Trends that will shape us: Transportation

On April 7, I participated in a panel discussion at the Columbus Metropolitan Club; topic: Trends that Will Shape Us: Transportation. Other guests include Jack Marchbanks (Director, Ohio Department of Transportation) and Kevin Chambers (Managing Director – Logistics, Distribution and Supply Chain, JobsOhio).

It was an interesting and lively conversation: spanning public transit, the impact of COVID on cities, social equity, infrastructure, freight and logistics.  Check it out!

Link to recording

 

 

Board on Earth Sciences and Resources, US National Academies

I am honored and pleased to be appointed to the Board on Earth Sciences and Resources (BESR) at the US National Academies of Sciences, Engineering and Medicine. The BESR oversees a wide range of Earth science issues, including research, the environment, natural hazards, resources, geographic science and geospatial information, and data and education. It also provides guidance on U.S. participation in international Earth science programs.

I am looking forward to some very stimulating conversations and activities.

More on the BESR

Urban transit took a pandemic wallop. Can it bounce back?

I was interviewed for an article in the Christian Science Monitor about the impacts of the COVID pandemic on public transit. The reporter did a nice job of summarizing my thoughts on the role of public transit at this moment in history:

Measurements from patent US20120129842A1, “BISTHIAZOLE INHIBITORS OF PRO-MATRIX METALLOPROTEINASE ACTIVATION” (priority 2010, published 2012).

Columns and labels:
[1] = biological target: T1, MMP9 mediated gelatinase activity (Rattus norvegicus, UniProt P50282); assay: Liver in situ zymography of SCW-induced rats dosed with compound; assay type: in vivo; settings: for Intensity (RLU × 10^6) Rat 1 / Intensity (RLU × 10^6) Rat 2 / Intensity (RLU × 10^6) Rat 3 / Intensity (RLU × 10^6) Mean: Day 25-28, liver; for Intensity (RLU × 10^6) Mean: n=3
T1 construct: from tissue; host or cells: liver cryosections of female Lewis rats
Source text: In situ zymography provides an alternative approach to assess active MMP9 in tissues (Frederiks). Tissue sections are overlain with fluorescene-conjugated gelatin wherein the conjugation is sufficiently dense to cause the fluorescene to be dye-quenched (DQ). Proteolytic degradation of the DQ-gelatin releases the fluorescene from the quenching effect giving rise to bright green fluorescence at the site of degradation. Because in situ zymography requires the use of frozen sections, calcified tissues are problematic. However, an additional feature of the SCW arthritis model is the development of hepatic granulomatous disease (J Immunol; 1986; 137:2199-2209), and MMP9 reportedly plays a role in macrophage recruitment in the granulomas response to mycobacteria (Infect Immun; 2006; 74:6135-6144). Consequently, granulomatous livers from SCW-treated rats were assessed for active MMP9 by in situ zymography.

Self-driving cars offer some hope to reduce pollution in the near future. Yet progress has been slow, says Professor Miller, and autonomous vehicles aren’t likely to enter city streets within the decade. Even at their electrified best, he says, cars are still an inefficient form of transportation, and hence an imperfect solution to the climate crisis.

In his opinion, the moment demands a grand shift in thought. If viewed as a foundational piece of urban infrastructure, public transit could expand this decade and cement a larger role in the transportation ecosystem. Permitting residents a larger menu of options when traveling – say biking, walking, or riding buses or subways – would help conserve city space, lower spending, and protect the environment.

Urban transit took a pandemic wallop. Can it bounce back? Christian Science Monitor, 25 Feb 2021